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Resiliency: The price of inaction

Who bears responsibility for paying for resiliency measures?

In November 2017, we hosted an event that looked at local innovations in resiliency at the city, campus and individual building levels. Toward the end of the presentation, we noticed that the conversation kept circling back to finance: panelists questioned how resilience strategies would be paid for, just as federal funding was timing out. Jennifer Bolstad (Local Office Landscape Architecture), one of the speakers, made an offhand remark to the effect of, “Capitalism is the world’s greatest method for distribution of goods and services,” and wondered, “How does that translate to financial resilience? What protects the financial infrastructure that supports our physical infrastructure?”

That got us thinking. It’s true that money is the undercurrent of all transactions in real estate and construction. But without effective resilience strategies in place, the vast sums already invested in our built environment—as well as capital in various stages of planning for future investments—become threatened as the risks of climate change grow.

In the face of these risks, the architecture, engineering and construction industries have created many effective solutions, such as storm barriers, raised buildings and stronger facades to protect our physical infrastructure. However, if we are going to achieve true resilience, paying for it must somehow become an integrated cost, not an externality.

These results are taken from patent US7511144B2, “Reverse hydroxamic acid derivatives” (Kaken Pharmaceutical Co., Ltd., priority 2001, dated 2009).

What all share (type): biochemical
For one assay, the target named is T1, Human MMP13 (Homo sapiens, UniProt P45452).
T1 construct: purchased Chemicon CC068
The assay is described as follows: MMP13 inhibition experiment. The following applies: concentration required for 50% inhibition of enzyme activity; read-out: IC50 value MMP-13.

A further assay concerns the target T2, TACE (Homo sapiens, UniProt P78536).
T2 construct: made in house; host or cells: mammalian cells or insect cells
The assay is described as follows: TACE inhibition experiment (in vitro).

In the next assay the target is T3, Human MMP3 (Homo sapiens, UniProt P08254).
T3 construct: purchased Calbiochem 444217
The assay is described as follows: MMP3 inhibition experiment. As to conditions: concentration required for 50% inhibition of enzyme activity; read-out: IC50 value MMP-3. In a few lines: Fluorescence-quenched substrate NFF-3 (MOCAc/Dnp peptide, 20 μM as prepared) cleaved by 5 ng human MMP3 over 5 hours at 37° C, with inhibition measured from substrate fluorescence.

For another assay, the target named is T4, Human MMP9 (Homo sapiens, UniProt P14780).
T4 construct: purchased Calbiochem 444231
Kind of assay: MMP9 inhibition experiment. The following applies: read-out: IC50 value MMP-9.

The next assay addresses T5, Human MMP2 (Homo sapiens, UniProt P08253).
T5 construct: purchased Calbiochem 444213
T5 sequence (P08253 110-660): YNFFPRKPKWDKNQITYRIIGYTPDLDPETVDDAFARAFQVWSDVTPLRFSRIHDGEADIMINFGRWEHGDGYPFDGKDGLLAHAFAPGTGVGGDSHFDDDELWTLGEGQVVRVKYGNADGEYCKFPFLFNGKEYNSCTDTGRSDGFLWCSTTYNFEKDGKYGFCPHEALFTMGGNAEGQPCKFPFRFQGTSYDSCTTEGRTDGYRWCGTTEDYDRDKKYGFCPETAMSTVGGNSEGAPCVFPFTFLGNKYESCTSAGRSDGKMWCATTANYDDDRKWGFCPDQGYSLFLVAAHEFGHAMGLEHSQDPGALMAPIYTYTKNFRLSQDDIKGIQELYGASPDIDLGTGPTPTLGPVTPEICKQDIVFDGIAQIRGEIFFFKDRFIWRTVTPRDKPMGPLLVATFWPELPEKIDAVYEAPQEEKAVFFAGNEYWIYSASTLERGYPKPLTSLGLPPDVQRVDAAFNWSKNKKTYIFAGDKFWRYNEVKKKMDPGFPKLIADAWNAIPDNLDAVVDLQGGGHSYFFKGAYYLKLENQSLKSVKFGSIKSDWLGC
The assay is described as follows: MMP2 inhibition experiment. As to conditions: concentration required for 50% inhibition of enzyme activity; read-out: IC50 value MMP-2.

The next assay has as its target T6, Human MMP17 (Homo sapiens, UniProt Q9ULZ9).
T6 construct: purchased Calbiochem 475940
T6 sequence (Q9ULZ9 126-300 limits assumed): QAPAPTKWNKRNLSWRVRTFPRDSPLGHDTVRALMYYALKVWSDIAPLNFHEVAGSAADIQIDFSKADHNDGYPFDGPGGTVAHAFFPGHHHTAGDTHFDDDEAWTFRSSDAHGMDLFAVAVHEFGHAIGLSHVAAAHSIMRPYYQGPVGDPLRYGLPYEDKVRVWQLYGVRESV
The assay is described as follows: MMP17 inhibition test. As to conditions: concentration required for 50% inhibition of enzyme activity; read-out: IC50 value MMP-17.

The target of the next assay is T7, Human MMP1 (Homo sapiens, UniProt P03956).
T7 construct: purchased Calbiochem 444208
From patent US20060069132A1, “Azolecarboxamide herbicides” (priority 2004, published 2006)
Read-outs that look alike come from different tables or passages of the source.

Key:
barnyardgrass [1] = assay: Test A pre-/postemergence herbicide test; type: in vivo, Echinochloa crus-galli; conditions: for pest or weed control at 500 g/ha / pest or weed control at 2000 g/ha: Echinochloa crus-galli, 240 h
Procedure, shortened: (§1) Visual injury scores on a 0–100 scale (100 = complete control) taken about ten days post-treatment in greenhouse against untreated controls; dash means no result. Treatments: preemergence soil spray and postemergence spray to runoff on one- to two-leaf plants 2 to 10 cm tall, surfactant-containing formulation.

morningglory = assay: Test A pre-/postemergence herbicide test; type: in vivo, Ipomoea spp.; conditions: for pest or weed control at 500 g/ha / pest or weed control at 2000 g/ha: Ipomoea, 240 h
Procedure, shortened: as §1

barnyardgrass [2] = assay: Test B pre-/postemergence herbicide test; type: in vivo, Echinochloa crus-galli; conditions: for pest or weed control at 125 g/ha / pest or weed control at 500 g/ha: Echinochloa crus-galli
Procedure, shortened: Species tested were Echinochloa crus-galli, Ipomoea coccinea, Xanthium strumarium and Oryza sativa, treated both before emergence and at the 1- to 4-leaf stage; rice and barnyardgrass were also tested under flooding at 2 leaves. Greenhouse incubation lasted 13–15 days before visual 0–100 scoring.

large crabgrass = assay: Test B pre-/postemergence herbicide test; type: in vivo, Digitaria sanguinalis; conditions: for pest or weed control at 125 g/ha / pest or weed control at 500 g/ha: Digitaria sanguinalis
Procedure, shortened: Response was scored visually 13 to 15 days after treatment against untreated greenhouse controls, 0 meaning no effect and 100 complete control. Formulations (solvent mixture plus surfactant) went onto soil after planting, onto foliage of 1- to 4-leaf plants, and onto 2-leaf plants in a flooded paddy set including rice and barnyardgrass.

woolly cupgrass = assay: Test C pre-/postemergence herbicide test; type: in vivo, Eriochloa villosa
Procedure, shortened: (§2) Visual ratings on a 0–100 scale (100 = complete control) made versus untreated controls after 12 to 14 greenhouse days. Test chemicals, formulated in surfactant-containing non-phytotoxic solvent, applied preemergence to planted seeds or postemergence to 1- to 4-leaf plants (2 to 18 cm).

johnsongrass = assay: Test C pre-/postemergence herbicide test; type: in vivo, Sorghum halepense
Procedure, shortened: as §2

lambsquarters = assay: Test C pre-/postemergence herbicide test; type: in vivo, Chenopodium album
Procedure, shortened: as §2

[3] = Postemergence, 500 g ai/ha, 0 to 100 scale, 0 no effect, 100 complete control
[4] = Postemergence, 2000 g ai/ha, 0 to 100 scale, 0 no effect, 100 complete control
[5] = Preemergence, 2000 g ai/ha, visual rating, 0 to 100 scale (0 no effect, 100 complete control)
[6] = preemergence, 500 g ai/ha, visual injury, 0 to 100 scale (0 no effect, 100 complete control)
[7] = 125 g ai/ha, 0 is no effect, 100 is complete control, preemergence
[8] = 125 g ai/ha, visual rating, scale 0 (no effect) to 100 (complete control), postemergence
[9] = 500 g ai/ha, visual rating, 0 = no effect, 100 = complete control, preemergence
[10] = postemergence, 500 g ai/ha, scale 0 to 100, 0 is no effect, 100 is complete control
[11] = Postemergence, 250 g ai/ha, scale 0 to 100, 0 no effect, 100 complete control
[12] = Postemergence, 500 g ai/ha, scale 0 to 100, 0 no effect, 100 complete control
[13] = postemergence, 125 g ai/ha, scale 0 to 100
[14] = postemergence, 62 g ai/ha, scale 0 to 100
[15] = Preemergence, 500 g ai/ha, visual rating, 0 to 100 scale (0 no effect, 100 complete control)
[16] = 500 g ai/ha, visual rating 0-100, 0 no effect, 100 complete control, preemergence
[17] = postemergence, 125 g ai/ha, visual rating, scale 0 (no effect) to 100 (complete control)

Our half-day conference on October 18, Weathering the Storm: The Intersection of Finance and Resilience, examined how we value and put a price on resilience. Unlike sustainability, the price of which is, unfortunately, shackled to returns on investments based on cheap sources of fuel, the price of resilience is much more existential. The building survives the flood, or it doesn’t. The business is up and running during and after the blackout, or it isn’t.

Several other environmental groups are also thinking about these issues: finance, resilience and equity were key issues at the 2017 American Council for an Energy Efficient Economy (ACEEE) Summer Study program. The USGBC launched its resource-heavy Center for Resilience in July 2017. AIA New York’s Committee on the Environment had an event that examines urban resilience in the context of racial equity. And our own conference examined who bore the responsibility for paying for risk mitigation—and which new financial mechanisms were on the horizon to close the gap.

Published September 12, 2018

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